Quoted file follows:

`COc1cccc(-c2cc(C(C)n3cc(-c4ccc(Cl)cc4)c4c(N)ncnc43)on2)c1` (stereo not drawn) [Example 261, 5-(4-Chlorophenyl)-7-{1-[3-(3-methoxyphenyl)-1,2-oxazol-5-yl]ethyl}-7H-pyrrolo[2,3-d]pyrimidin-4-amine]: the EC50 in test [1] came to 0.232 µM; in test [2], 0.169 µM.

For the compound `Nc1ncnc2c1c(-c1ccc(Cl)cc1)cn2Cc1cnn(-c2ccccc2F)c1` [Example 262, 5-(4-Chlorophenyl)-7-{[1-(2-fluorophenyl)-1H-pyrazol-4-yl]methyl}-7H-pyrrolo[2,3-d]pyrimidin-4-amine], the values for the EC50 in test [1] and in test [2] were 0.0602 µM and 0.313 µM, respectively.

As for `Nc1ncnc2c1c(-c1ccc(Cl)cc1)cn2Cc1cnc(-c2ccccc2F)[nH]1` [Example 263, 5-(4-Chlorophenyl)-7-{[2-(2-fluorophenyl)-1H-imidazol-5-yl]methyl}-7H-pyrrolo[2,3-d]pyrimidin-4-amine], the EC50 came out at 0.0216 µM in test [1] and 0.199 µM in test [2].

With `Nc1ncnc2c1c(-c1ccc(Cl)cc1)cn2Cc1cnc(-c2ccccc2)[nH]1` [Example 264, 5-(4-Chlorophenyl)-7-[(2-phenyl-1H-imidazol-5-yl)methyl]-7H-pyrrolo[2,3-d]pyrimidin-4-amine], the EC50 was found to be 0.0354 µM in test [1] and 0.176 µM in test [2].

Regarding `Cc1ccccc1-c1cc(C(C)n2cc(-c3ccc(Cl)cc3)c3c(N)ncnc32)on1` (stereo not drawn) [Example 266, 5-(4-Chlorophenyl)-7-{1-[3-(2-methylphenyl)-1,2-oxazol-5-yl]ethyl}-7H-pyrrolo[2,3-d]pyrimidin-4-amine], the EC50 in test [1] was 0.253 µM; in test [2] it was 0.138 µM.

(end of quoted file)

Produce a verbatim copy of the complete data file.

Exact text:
`COc1cccc(-c2cc(C(C)n3cc(-c4ccc(Cl)cc4)c4c(N)ncnc43)on2)c1` (stereo not drawn) [Example 261, 5-(4-Chlorophenyl)-7-{1-[3-(3-methoxyphenyl)-1,2-oxazol-5-yl]ethyl}-7H-pyrrolo[2,3-d]pyrimidin-4-amine]: the EC50 in test [1] came to 0.232 µM; in test [2], 0.169 µM.

For the compound `Nc1ncnc2c1c(-c1ccc(Cl)cc1)cn2Cc1cnn(-c2ccccc2F)c1` [Example 262, 5-(4-Chlorophenyl)-7-{[1-(2-fluorophenyl)-1H-pyrazol-4-yl]methyl}-7H-pyrrolo[2,3-d]pyrimidin-4-amine], the values for the EC50 in test [1] and in test [2] were 0.0602 µM and 0.313 µM, respectively.

As for `Nc1ncnc2c1c(-c1ccc(Cl)cc1)cn2Cc1cnc(-c2ccccc2F)[nH]1` [Example 263, 5-(4-Chlorophenyl)-7-{[2-(2-fluorophenyl)-1H-imidazol-5-yl]methyl}-7H-pyrrolo[2,3-d]pyrimidin-4-amine], the EC50 came out at 0.0216 µM in test [1] and 0.199 µM in test [2].

With `Nc1ncnc2c1c(-c1ccc(Cl)cc1)cn2Cc1cnc(-c2ccccc2)[nH]1` [Example 264, 5-(4-Chlorophenyl)-7-[(2-phenyl-1H-imidazol-5-yl)methyl]-7H-pyrrolo[2,3-d]pyrimidin-4-amine], the EC50 was found to be 0.0354 µM in test [1] and 0.176 µM in test [2].

Regarding `Cc1ccccc1-c1cc(C(C)n2cc(-c3ccc(Cl)cc3)c3c(N)ncnc32)on1` (stereo not drawn) [Example 266, 5-(4-Chlorophenyl)-7-{1-[3-(2-methylphenyl)-1,2-oxazol-5-yl]ethyl}-7H-pyrrolo[2,3-d]pyrimidin-4-amine], the EC50 in test [1] was 0.253 µM; in test [2] it was 0.138 µM.